COVID-19 has killed eight more New Brunswickers and 11 people have been admitted to hospital because of the virus, including four people under age 20, the youngest age category provided by the province in its weekly updates.
The number of new lab-confirmed COVID cases and the test positivity rate remained “relatively stable” between Feb. 26 and March 4, according to the COVIDWatch report, while vaccination rates have stalled.
None of the deaths occurred during the latest reporting period, the report shows. Five occurred earlier in February and three in January.
Deaths are subject to an average two-month lag in reporting from date of death to the registration of death, the report says.
One person who died was 50 to 69 years old, the youngest age category provided, and the other seven were aged 70 or older.
Their deaths raise the pandemic death toll to 842.
COVID deaths and hospitalizations “remained stable,” the report says. Nine deaths and 11 hospital admissions were reported between Feb. 19 and Feb. 25.
No one requires intensive care, down from two people the previous week.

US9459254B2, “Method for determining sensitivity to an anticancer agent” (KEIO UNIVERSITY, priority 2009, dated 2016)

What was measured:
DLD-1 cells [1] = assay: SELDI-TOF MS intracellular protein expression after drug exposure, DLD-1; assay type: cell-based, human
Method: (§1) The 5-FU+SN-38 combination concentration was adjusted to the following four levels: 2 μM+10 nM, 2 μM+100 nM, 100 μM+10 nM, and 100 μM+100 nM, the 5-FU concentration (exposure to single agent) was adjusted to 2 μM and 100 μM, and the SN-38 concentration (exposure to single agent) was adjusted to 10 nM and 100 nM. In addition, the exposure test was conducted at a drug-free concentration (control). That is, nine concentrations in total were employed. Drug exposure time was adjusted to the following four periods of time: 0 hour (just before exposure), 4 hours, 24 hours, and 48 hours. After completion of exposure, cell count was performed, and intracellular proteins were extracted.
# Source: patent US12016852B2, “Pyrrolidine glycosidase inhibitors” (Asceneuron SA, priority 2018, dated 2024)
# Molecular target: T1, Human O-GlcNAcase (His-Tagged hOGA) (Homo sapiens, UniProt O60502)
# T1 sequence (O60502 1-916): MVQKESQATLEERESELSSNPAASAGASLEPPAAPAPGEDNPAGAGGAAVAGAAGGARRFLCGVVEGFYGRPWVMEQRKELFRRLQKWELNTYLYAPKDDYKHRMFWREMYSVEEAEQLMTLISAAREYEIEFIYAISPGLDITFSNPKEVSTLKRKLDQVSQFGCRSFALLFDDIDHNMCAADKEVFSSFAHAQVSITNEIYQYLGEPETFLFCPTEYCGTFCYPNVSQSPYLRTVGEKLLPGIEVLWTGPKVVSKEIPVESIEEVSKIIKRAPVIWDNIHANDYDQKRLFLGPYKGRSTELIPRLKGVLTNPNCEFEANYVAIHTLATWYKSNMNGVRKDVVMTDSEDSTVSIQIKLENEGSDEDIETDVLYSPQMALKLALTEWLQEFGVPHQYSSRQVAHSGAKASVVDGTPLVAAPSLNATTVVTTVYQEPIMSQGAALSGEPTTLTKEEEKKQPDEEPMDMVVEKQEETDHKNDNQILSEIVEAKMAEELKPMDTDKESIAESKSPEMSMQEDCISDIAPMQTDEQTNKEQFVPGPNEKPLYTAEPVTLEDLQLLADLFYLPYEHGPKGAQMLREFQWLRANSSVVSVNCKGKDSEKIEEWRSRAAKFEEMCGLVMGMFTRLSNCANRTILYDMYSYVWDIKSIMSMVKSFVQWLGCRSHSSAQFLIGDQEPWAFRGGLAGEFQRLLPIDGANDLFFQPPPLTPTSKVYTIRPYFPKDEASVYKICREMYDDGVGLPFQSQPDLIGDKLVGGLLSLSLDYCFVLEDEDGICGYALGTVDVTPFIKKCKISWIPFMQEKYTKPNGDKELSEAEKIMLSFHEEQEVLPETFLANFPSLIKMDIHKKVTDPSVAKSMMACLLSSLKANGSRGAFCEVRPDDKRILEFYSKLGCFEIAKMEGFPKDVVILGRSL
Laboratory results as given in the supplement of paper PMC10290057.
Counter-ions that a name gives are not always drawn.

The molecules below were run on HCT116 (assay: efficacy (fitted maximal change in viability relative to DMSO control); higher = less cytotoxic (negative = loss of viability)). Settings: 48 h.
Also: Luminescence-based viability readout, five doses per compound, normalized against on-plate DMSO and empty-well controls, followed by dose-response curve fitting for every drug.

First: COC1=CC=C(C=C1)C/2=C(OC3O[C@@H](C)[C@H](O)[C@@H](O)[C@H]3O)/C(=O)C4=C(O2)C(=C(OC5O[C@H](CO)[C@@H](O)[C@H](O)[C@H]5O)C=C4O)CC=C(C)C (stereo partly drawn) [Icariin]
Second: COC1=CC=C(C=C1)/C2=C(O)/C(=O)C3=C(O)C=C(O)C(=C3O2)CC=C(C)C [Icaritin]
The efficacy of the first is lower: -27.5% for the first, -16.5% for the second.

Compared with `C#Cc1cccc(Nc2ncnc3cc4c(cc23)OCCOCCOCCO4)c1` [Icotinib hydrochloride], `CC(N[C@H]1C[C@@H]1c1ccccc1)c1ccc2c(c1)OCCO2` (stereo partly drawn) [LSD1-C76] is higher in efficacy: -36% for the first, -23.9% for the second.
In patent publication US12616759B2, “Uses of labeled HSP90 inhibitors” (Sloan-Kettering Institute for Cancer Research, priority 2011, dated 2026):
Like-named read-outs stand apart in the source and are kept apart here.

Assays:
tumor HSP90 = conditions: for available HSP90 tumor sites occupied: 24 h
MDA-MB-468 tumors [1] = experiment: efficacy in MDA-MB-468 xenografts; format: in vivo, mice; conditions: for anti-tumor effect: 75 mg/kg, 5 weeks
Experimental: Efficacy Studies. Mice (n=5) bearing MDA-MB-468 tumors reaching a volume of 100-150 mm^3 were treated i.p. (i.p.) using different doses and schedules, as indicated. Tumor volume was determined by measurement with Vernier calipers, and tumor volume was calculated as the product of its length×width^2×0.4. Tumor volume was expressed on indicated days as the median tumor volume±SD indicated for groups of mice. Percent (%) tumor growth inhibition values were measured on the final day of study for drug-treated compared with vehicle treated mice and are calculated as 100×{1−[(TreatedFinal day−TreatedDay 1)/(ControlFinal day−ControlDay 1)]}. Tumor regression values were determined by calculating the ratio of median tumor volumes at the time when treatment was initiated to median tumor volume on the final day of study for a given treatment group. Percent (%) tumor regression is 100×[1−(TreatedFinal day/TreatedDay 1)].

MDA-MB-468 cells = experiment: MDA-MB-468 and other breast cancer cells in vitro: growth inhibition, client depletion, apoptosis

The province no longer provides the number of people currently hospitalized, but the two regional health authorities say they have 45 people in hospital either for or with COVID as of Saturday, none in intensive care.
That’s down from 55 and two respectively.
19.8% positivity rate, XBB.1.5 growing
A total of 360 new cases have been confirmed through 1,818 PCR (polymerase chain reaction) lab tests, for a positivity rate of 19.8 per cent.
The test positivity rate is the percentage of the total PCR lab tests performed that produced a positive result. A high test positivity rate — even when the overall number of tests done is low — indicates a high level of community transmission.
Last week, 363 cases were confirmed through 1,729 PCR tests, for a positivity rate of nearly 21 per cent — the highest it’s been since Aug. 28, which is as far back as the COVIDWatch data dates.
An additional 152 people self-reported testing positive on a rapid test, according to the Department of Health.
The proportion of cases identified as being the Omicron subvariant XBB.1.5 continues to steadily increase in the province.
The World Health Organization has described XBB.1.5 as “the most transmissible” subvariant yet, and experts say it’s considered immune evasive, but there is no evidence it causes more severe disease.
Of the 174 random samples sent for genetic sequencing, 40 per cent were XBB, an offshoot of the Omicron BA.2 subvariant. The report does not indicate how many of those were cases of XBB.1.5, but department spokesperson Sean Hatchard confirmed to CBC that 65 were.